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Doesn't John 3:5 require baptism for salvation?

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  • #76
    Originally posted by Timothy View Post
    My contention would be that you have poured water into a passage where it was not meant to be (i.e. there is no water involved in the baptism of Romans 6). The baptism of Romans 6:3-4 is one of the top misinterpreted passages by Christians, as well as many pastors. This is due to the error and tradition of always equating the word baptism with water, though there are mutliple different types of baptism (identification) in scripture, that often go unrecognized. Romans 6 does not concern water baptism, but instead could be described as a death baptism. Anytime someone pours water into this passage, they are diminishing the crosswork of Christ (his death and his blood). At least three time Christ refers to his forthcoming death on the cross as a baptism (i.e. identification).

    Matthew 20:22-23 But Jesus answered and said, Ye know not what ye ask. Are ye able to drink of the cup that I shall drink of, and to be baptized with the baptism that I am baptized with? They say unto him, We are able. And he saith unto them, Ye shall drink indeed of my cup, and be baptized with the baptism that I am baptized with: but to sit on my right hand, and on my left, is not mine to give, but it shall be given to them for whom it is prepared of my Father.

    Mark 10:39-40 And they said unto him, We can. And Jesus said unto them, Ye shall indeed drink of the cup that I drink of; and with the baptism that I am baptized withal shall ye be baptized: But to sit on my right hand and on my left hand is not mine to give; but it shall be given to them for whom it is prepared.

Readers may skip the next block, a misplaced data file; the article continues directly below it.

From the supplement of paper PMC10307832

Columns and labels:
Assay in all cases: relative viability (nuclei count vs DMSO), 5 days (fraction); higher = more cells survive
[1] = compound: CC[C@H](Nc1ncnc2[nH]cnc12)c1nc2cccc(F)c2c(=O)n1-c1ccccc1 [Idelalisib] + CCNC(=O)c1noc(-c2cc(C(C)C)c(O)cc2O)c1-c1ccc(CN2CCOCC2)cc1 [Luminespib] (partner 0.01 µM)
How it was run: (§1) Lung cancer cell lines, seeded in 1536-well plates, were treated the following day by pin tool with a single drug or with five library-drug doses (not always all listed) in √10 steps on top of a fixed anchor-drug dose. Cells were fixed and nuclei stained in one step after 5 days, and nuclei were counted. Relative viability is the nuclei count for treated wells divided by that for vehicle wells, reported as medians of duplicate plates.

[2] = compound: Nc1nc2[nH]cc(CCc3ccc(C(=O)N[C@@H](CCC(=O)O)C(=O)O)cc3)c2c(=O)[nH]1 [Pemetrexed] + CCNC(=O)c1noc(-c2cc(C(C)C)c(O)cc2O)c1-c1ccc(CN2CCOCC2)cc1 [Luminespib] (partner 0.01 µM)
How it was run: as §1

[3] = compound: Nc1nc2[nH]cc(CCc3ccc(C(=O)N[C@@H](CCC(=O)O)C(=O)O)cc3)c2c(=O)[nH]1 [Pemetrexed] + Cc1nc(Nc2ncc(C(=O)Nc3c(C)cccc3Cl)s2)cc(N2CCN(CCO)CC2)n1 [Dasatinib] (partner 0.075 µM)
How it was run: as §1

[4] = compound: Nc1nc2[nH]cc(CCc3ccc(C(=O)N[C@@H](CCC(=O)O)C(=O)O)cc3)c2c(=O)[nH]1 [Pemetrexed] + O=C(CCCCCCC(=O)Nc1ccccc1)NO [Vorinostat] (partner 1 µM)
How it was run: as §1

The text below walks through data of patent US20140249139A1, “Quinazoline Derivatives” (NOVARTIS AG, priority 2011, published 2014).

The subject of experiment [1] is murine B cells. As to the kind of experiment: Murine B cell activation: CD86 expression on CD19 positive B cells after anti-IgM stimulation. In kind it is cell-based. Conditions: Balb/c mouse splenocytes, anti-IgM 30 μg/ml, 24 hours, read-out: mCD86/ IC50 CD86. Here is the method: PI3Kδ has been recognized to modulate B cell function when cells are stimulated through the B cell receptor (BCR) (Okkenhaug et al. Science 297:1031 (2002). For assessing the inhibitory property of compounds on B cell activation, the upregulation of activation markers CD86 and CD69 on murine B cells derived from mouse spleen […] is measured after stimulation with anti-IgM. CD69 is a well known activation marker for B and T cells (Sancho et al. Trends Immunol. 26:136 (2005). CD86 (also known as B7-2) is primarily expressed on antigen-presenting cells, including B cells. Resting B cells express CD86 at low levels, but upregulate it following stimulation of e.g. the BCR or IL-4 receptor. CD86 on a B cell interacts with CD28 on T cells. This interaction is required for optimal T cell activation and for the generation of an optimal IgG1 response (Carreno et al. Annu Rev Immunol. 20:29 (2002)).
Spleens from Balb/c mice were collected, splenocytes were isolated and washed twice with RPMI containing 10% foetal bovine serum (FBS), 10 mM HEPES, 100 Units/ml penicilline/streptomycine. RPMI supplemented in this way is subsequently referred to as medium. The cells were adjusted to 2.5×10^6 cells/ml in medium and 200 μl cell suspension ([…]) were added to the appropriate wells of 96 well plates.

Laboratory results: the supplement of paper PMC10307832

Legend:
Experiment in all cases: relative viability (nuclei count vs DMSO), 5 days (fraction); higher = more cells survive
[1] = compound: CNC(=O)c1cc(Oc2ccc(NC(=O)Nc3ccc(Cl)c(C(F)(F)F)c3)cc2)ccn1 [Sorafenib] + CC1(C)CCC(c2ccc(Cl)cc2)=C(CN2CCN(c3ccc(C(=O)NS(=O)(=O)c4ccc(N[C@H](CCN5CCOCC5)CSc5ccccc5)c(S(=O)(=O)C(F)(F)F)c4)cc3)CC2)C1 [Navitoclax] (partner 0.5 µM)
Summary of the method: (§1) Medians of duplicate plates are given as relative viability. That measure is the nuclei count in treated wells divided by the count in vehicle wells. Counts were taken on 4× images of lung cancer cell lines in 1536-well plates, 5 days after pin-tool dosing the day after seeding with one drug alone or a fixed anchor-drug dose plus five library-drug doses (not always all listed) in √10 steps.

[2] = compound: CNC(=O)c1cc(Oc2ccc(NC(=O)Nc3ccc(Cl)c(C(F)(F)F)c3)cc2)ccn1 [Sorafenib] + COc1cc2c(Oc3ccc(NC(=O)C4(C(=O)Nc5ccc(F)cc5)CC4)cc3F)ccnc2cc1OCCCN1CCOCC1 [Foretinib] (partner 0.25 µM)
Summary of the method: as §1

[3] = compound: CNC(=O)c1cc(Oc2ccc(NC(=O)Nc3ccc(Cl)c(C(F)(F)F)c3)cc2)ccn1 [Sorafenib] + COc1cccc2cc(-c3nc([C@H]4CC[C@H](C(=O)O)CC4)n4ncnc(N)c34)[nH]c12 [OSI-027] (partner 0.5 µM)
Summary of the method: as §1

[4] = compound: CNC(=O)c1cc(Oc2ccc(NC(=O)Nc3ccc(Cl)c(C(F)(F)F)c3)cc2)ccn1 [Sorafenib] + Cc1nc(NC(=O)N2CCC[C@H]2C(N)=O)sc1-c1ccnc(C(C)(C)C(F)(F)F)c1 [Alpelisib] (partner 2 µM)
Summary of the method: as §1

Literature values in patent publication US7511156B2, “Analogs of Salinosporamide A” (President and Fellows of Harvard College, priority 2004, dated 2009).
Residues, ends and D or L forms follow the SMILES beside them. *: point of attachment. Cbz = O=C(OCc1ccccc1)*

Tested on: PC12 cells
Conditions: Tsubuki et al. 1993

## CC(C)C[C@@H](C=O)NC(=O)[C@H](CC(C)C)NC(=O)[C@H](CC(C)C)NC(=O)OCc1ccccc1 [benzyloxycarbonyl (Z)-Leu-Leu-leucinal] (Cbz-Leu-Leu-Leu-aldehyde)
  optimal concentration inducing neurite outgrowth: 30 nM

Luke 12:50 But I have a baptism to be baptized with; and how am I straitened till it be accomplished!


    This baptism that Christ referred to, obviously, involved no water, whatsover. As it was not obviously water, what was Christ going to be baptized (identified) with? This baptism is referred as the "death baptism," or baptism by his death. With his death on the cross, we are identified (placed into) in his death - more specifically, our sin was placed or identified on him. This is exactly what Romans 6 is about. With that in mind, Romans should read something like this:

    Romans 6:3 Know ye not, that so many of us as were baptized [i.e. by the Holy Spirit] into Jesus Christ [i.e. the body of Christ] were baptized [i.e. placed or identified] into his death [i.e. we and our sin died with him on the cross]?

    This (waterless) baptism (identification) is quite evident a few verses later:

    Romans 6:6 Knowing this, that our old man is crucified with him [i.e. our sin was placed or identified on him], that the body of sin might be destroyed, that henceforth we should not serve sin.
    "Poured water" - that's very colorful.

    Paul is showing water baptism as an external demonstration of an internal spiritual event. Paul had never visited or taught the Romans. How do you suppose he expected them to understand what sort of baptism he was talking about? That is why he used a standard Christian reference that he knew they would understand Ė water baptism. This is why in Romans 6:5 it is referred to as the likeness of His death.